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So. Africa: Study finds that many African families continue to suffer displacements to pave way for mining activities

Author: Dineo Skosana, The Conversation (South Africa), Published on: 12 November 2019

‘Mining activities continue to dispossess black families in South Africa’ 9 November 2019

Dispossession in South Africa is associated with the period of colonialism and apartheid. As a result, not much consideration is given to how previously marginalised black communities continue to be dispossessed by coal-mining activities in democratic South Africa…I found that the relocations continue as a result of coal mining companies buying up land owned by white farmers. Black farm dwellers and labour tenants are given short shrift because the mining companies see houses – and graves – as mere movable structures and, therefore, replaceable.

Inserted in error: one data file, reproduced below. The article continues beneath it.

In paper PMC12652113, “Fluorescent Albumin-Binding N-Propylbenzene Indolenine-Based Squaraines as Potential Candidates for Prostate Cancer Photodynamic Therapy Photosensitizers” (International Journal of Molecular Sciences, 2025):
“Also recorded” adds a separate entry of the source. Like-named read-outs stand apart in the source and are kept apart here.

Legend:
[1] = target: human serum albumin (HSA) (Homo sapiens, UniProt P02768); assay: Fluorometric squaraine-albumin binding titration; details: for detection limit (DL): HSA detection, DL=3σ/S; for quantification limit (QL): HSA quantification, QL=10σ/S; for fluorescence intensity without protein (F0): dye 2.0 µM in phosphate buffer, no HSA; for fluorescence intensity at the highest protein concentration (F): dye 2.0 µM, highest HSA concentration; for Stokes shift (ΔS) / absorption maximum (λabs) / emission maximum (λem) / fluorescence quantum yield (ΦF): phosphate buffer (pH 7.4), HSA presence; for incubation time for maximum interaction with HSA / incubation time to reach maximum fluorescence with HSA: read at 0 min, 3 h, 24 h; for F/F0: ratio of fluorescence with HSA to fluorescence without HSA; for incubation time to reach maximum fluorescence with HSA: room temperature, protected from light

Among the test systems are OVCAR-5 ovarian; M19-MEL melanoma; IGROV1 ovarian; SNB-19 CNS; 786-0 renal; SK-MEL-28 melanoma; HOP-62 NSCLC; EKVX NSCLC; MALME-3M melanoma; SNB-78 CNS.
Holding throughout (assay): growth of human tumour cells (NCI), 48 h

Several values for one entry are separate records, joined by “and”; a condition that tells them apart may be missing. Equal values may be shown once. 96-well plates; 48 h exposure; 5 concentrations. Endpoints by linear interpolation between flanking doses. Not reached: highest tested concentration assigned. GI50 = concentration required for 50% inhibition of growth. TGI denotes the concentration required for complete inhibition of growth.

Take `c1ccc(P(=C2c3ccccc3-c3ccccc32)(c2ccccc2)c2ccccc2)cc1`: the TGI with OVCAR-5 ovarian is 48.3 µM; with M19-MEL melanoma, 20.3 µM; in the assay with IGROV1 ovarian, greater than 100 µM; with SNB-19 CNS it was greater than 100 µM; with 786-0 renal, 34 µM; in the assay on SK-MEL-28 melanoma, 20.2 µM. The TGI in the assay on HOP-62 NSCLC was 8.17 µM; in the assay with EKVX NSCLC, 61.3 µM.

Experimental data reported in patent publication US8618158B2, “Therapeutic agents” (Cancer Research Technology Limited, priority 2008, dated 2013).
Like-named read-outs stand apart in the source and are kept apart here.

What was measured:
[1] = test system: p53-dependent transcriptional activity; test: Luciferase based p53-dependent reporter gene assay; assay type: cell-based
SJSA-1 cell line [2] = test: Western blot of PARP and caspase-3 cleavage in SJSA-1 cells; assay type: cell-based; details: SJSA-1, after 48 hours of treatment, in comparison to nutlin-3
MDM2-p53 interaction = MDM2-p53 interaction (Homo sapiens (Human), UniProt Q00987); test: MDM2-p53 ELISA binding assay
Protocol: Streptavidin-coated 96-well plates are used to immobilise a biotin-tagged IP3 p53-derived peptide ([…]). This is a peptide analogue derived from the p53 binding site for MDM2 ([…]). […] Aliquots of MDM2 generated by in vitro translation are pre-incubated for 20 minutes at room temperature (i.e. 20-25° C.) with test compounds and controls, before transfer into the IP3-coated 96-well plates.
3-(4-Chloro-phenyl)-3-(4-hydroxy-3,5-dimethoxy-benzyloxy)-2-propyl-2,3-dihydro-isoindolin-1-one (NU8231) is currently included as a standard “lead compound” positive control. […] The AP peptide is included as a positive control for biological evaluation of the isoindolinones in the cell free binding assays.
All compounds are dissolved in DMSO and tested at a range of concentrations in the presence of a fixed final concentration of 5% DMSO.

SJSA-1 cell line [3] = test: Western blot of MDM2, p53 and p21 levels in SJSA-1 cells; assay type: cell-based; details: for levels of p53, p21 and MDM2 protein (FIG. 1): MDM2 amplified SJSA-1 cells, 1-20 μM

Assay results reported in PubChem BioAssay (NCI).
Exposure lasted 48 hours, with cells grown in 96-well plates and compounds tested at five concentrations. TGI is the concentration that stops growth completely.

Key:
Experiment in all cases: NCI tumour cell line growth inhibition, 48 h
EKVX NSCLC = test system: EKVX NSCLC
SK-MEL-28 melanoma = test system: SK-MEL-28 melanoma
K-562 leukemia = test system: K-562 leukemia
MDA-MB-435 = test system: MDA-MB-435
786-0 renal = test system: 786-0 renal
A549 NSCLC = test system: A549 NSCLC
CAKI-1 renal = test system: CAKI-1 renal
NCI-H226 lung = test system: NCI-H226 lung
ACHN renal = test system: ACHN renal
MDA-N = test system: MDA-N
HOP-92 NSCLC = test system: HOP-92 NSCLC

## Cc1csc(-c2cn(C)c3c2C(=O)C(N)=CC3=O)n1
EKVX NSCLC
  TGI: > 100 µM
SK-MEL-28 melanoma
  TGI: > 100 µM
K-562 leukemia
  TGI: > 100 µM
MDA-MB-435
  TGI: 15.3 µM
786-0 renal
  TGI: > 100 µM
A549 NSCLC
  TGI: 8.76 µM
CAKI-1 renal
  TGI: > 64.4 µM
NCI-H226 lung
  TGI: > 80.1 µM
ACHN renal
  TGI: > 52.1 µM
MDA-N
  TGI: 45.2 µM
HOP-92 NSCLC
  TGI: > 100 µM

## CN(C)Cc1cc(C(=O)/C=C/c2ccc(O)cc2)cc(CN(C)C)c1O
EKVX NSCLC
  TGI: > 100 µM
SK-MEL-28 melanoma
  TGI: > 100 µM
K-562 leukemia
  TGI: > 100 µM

…As part of the relocation, at least 1,000 graves were relocated from Tweefontein farm. The graves belonged to former migrant labourers and labour tenants who came from various parts of South Africa and from other countries such as Mozambique and Swaziland. Most of the deceased people’s relatives live in the surrounding black townships such as Phola and Witbank. Others left a long time ago. This meant that some graves were claimed and others were not.

The study found that graves are subject to contestation because of contradictions in South Africa’s laws. On the one hand, the National Heritage Resource Act (1999) protects graves. But the South African Mineral and Petroleum Resources Development Act (2002) allows land to be used for mining purposes. The result is that the laws undermine the government’s stated objective of protecting previously marginalised communities

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